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Cherokee Indians

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In 1801, the Cherokee agreed to let the white men open a school because they ... The Cherokee people historically lived in houses made of mud and clay with roofs ... – PowerPoint PPT presentation

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Title: Cherokee Indians


1
Cherokee Indians
  • Up to 1850
  • By Cassandra Garkow, Donna, Seth Watts
  • Hum 350
  • 1 February 2005

2
Children at Play
3
Children at Play
  • Work vs. Play
  • Games
  • Lacrosse
  • Tug of War
  • Hoop Game
  • Blow Guns
  • Samuels Memory

4
Study Questions
  • 1. What was a common game played among the
    Cherokee children and what was it used for?
  •  
  • 2. Some of the games and toys used were to
    develop certain types of
  • skills. What were the skills being developed ?
    Name two.

5
Cherokee Education
6
Cherokee education
  • Before the Europeans came to America, old
    Cherokee men would educate the children about
    their culture by telling them stories about how
    Cherokee land was created.
  • After Europeans arrived, they tried to convince
    the Cherokee to let them open schools for the
    children. It would give them a way to spread
    their religious beliefs.
  • In 1801, the Cherokee agreed to let the white men
    open a school because they wanted their children
    to have the tools to resist the white mens
    efforts to take over their land.

7
Cherokee education cont.
  • The first school, called Moravian Brethren,
    taught children reading, writing, and arithmetic.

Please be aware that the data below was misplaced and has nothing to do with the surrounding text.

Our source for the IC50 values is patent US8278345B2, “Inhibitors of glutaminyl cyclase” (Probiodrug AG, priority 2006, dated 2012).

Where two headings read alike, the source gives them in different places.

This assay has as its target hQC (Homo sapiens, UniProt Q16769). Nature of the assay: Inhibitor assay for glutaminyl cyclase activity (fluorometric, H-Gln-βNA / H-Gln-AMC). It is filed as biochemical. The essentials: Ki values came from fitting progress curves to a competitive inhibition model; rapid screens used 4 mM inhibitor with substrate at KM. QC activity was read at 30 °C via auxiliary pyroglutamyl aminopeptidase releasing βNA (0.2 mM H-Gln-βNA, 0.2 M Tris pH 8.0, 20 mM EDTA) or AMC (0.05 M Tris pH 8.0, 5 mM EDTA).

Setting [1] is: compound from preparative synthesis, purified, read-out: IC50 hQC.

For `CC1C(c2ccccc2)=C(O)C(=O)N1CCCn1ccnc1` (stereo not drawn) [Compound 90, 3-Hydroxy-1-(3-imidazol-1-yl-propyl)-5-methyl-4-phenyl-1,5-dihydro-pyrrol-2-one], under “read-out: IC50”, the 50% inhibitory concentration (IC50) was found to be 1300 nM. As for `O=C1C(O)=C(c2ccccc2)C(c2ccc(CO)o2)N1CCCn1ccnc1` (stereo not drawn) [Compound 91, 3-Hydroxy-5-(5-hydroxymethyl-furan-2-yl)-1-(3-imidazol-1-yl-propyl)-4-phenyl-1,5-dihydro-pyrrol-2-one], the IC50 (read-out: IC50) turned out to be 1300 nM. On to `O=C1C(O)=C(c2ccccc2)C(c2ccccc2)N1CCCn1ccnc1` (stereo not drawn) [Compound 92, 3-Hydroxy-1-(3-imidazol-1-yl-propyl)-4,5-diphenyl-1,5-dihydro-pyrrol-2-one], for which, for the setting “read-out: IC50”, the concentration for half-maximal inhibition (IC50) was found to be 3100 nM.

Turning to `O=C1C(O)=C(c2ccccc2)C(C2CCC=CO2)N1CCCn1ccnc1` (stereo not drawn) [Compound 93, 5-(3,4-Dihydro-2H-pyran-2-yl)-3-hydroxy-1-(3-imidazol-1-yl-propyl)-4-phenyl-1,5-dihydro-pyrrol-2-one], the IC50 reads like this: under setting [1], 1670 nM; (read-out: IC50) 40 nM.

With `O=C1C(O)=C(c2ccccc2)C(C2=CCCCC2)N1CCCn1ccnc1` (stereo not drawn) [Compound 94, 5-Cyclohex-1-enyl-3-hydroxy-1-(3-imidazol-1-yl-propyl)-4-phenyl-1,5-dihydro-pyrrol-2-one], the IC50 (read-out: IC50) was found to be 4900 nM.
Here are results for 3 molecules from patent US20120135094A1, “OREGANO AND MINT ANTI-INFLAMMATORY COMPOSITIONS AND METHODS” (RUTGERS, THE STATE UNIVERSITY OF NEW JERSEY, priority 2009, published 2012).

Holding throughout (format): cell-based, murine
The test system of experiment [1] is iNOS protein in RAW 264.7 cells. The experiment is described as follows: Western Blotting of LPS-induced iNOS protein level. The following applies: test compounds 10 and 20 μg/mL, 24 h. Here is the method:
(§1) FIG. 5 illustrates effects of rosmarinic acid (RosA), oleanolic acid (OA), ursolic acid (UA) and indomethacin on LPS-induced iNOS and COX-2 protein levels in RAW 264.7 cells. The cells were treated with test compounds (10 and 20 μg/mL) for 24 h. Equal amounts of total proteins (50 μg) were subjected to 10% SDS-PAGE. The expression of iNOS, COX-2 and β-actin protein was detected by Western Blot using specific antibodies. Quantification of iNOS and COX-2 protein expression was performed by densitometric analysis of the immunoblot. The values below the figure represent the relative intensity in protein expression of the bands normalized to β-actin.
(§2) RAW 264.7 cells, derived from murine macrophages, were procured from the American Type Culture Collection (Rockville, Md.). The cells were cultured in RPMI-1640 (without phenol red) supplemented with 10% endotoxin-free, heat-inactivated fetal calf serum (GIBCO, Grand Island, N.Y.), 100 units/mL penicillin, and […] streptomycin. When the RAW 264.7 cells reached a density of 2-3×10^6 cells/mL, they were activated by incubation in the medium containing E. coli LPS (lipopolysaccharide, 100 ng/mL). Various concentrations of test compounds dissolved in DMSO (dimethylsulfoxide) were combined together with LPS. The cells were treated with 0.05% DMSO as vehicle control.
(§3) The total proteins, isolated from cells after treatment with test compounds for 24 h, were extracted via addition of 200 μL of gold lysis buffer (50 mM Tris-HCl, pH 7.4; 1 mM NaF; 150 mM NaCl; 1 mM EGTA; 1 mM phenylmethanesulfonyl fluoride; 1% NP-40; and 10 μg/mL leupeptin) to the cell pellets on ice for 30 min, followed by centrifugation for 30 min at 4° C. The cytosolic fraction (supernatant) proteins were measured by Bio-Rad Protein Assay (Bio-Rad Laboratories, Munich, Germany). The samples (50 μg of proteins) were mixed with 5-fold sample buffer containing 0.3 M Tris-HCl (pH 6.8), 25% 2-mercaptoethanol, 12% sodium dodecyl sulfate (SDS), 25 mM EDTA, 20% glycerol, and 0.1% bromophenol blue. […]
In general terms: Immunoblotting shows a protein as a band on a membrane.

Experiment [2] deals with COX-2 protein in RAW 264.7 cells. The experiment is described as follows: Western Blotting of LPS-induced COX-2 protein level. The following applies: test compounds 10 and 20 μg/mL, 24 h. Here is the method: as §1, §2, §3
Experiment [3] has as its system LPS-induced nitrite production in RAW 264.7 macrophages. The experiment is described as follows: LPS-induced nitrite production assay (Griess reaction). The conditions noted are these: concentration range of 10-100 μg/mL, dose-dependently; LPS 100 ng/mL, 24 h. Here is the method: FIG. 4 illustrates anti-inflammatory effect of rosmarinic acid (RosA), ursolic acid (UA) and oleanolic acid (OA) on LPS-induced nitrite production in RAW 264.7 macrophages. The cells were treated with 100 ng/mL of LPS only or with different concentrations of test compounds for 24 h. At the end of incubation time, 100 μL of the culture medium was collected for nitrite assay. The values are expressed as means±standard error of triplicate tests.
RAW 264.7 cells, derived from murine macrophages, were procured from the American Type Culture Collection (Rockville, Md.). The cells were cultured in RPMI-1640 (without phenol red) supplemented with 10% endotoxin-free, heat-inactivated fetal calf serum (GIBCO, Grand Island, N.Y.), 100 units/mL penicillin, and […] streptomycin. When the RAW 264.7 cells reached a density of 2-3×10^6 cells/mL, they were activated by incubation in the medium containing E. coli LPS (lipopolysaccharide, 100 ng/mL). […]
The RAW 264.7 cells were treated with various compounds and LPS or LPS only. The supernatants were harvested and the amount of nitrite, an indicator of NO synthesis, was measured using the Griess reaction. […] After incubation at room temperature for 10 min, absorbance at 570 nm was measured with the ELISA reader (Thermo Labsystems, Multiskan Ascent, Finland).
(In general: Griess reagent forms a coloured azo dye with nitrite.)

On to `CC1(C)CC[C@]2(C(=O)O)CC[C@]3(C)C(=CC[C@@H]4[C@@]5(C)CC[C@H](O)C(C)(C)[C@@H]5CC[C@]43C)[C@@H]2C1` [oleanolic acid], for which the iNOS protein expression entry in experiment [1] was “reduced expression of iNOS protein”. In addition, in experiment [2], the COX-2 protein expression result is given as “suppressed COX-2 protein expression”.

Some kids were also taught English, grammar, and
    geography.
  • Children were also taught economical skills such
    as how to make clothes.
  • Children mainly learned in English until a
    Cherokee man named Sequoyah invented the Cherokee
    alphabet, which was taught in schools soon after.

8
Cherokee education cont.
  • Before the Cherokee were forced to leave the
    South during the Trail of Tears, they relied on
    the missionaries to educate their children.
  • Soon after reaching their destination, they
    established a national school system.

9
Study Question
  • What was the Cherokees reason for letting the
    white men open a school to teach their children?
  • What man made it possible for children to be
    educated in their native language?

10
The Trail of Tears
11
The Trail of Tears 1838-1839
  • What occurred prior to the Native Americans
    being forced to relocate in the West?
  • They were forced into detention camps or
    stockades.
  • The children were often separated from their
    families and driven into the stockades without
    blankets or shelter
  • The children were repeatedly raped and forced to
    perform acts of depravation

12
The Trail of Tears 1838-1839
  • How were the children affected during the
    Trail of Tears?
  • Many lost their parents and so were cared for by
    members of their clan
  • The very young were allowed to ride in the wagons
    but most had to walk the majority of the 1,000
    mile journey
  • The majority of the deaths were children
  • Causes were starvation, cold, hardship, measles,
    cholera, dysentery, whooping cough, colds,
    influenza, diarrhea, fevers, and gonorrhea

13
Cherokee Indians and Gender Roles
14
Gender Roles Girls